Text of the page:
A few years ago I read a wonderful book by Marc W Kirschner and John C Gerhart called The Plausibility of Life. One point the authors make is about the Cambrian Explosion, when all the animal phyla evolved. The reason no new animal phyla have come about since then, is that animals in an incipient new phylum would just get eaten by much more specialized animals and other organisms that are already around.
In Stephen J Gould’s Wonderful Life, Gould makes the point that rather than being shaped like trees, the evolving animal phyla stop branching after a while and start to taper, as more successful species and genera thrive and other, less successful ones go extinct.
Now I’ve come across an amazing quotation from Charles Darwin about the evolution of organic molecules, though he knew nothing of DNA:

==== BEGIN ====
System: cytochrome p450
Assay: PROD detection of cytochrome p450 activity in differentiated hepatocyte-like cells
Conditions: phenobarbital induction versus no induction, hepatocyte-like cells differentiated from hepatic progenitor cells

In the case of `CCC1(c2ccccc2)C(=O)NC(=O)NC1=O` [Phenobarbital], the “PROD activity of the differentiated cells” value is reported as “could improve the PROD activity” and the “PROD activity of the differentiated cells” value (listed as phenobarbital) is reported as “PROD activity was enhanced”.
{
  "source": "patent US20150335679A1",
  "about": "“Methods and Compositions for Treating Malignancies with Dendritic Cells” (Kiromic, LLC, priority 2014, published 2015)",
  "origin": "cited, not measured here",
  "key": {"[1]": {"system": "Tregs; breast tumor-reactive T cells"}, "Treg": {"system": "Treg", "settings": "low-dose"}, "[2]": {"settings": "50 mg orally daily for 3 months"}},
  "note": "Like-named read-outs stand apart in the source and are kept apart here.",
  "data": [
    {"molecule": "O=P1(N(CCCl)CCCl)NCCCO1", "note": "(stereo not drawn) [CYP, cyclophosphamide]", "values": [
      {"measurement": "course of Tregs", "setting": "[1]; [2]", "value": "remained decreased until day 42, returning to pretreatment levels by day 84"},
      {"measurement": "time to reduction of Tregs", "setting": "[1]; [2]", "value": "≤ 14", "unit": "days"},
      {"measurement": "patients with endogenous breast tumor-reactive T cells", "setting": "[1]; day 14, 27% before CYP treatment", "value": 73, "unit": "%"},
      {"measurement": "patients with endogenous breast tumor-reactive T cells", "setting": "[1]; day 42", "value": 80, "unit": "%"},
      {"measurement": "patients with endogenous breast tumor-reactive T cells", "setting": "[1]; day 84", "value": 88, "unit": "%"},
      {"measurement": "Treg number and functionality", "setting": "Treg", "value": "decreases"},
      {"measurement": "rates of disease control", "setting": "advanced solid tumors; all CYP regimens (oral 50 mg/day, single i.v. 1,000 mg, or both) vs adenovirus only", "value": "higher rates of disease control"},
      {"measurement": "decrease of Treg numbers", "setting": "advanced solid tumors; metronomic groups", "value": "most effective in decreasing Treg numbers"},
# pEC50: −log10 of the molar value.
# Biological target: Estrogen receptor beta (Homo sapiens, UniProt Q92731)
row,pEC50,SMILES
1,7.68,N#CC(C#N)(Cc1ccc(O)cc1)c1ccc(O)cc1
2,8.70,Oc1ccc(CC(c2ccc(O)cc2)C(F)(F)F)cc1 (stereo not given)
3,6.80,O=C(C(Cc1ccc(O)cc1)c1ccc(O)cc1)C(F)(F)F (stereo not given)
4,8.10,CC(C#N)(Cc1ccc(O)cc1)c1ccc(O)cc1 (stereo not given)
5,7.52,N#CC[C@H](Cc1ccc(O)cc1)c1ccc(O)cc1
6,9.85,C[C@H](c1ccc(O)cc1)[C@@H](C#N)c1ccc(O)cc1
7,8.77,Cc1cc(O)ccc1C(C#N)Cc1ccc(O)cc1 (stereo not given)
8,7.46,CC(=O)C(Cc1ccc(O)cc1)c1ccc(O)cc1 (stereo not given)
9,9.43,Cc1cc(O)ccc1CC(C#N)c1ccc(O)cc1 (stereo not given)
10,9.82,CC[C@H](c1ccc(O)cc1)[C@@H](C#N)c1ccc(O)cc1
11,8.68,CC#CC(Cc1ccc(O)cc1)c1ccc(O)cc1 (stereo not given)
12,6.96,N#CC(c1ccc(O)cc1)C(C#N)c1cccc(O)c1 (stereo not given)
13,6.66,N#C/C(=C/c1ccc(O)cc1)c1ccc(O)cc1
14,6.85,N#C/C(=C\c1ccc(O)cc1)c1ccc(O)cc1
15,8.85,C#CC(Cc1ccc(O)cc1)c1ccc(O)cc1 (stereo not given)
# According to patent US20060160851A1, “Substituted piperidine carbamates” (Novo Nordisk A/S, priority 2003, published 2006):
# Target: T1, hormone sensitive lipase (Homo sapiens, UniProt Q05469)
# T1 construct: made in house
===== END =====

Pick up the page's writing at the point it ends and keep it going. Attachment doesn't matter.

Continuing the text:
“It is often said that all the conditions for the first production of a living organism are now present, which could ever have been present. But if we could conceive in some warm little pond… that a …compound was chemically formed ready to undergo still more complex changes, at the present…such matter would be instantly devoured…which would not have been the case before living creatures had formed.”
So there was Darwin, at the threshold of figuring out the mechanism of biological evolution, already figuring out that once evolution has reached a certain point, it can’t go back again. I am gradually realizing what genius it took to come up with Darwin’s understanding of evolution.